Guidelines for kangaroo care in district hospitals and primary health care maternity sections in the Free State
AbstractBackground: Kangaroo care was introduced in Bogotá, Colombia in 1979 by Dr Edgar Ray and Dr Hector Martinez due to the shortage of resources and the large number of premature babies that needed special care. Kangaroo care implies direct skin-to-skin contact between the mother and her premature/newborn baby. The advantages of kangaroo care are well known and have been published widely. In the National District Hospital in Bloemfontein, South Africa, stable babies are admitted from 1.2 kg and above and the babies are discharged at around 1.8 kg, when they are able to drink adequately. Babies above 1.2 kg are given kangaroo care by their mothers in the day, but sleep in an incubator at night. Babies with a weight of between 1.5 kg and 1.6 kg are started with around-the-clock kangaroo care. The aim of this study was to determine predictors for good and poor outcomes in kangaroo mother care practiced at the primary healthcare level. This information was then used to compile a protocol for kangaroo care in hospitals and maternity sections at the primary care level. The aim of the protocol is to provide specific inclusion and exclusion criteria for kangaroo care, to indicate all the absolute and relative needs for such a unit, to provide guidelines for managing babies with insufficient weight gain, and to provide guidance for follow-up.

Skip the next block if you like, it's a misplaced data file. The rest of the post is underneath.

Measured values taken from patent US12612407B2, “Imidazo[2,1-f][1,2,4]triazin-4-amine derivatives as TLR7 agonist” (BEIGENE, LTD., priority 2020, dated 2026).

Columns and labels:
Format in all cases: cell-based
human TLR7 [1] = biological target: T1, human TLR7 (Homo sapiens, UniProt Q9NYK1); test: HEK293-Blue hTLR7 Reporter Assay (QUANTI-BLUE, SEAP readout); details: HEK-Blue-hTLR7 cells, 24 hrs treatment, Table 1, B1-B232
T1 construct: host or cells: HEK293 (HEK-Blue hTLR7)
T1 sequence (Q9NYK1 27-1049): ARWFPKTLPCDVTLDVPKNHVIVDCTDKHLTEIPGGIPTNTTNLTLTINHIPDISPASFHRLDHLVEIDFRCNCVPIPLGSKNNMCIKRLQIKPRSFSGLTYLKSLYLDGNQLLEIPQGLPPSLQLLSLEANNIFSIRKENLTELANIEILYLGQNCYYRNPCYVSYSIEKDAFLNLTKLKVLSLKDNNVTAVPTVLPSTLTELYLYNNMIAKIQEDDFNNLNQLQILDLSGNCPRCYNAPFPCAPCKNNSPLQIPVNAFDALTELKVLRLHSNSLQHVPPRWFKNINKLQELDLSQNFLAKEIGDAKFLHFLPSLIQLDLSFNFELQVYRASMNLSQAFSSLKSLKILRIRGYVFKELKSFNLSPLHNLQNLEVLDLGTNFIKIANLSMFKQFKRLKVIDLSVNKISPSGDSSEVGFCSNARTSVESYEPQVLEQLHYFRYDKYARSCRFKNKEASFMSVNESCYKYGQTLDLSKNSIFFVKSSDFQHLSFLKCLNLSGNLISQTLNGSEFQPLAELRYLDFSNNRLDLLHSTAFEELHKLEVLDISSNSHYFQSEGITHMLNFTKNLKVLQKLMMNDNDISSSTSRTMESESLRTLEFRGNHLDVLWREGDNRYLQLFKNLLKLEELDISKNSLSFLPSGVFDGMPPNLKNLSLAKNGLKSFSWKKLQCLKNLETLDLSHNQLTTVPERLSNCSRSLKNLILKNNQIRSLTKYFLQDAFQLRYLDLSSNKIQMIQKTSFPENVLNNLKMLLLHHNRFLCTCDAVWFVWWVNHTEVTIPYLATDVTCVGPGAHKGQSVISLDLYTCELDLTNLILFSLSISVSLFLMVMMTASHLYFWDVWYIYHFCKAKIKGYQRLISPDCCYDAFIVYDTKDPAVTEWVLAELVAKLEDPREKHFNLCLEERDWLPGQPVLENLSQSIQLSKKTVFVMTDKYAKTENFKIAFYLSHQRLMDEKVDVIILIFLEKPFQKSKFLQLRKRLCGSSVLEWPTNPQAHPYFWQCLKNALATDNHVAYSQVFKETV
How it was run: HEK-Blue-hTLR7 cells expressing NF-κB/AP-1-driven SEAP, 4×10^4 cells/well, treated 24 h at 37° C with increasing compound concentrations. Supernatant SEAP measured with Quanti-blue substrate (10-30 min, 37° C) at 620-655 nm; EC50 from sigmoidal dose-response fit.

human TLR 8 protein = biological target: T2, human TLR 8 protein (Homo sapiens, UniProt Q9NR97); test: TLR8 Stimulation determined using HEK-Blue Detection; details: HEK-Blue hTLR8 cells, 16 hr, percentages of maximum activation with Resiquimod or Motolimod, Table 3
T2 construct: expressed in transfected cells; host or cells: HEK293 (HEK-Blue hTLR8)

Methods: In this cohort study, the patient files of premature babies that received kangaroo care in the National District Hospital were evaluated in order to establish indicators for good and poor outcomes. Patient files were selected consecutively from the last entry in the admissions register from May 2005 backwards until June 2003. Data was collected on a standard data-collection form. Reasons for not gaining weight and the need for special investigations were investigated and noted. Poor weight gain was regarded as weight gain of less than 17 g/kg/day.
Results: A total of 200 files were audited. In 62% of the cases (95% CI 55.1%; 68.4%), the babies gained weight satisfactorily, while weight gain was unsatisfactory in 38% of the cases. The mean admission weight of the babies was 1 545 g (range 1 100 g to 2 100 g) and the mean discharge weight was 1 800 g (range 1 700 g to 2 100 g). The chance of weight gain was reduced if one of the following occurred: anaemia, low body temperature, inappropriate amount and route of milk administered, sepsis, transport, procedures and other medical conditions. The reinsertion of nasogastric tubes (53%), improved temperature control with improved kangaroo care technique (79%), the correction of anaemia with blood transfusion (12%) and the correction of the volume of milk (5%) were the major corrective steps taken to address the problem. In 29% of the cases, extra energy in the form of FM 85 was added to the breast milk. The type of milk that the babies received, namely breast milk (n=113), premature milk formula (n=40) and a combination of breast milk and formula milk (n=46), did not significantly influence weight gain. Gender, birth weight and gestational age at birth also did not have a significant influence on weight gain. If the problem was properly addressed, the babies started gaining weight within an average of four days.
Conclusion: It is possible to render safe kangaroo care to all stable premature babies in a primary healthcare setting, provided that the set guidelines are adhered to.
For full text, click here: South African Family Practice2006;48(9):16-16c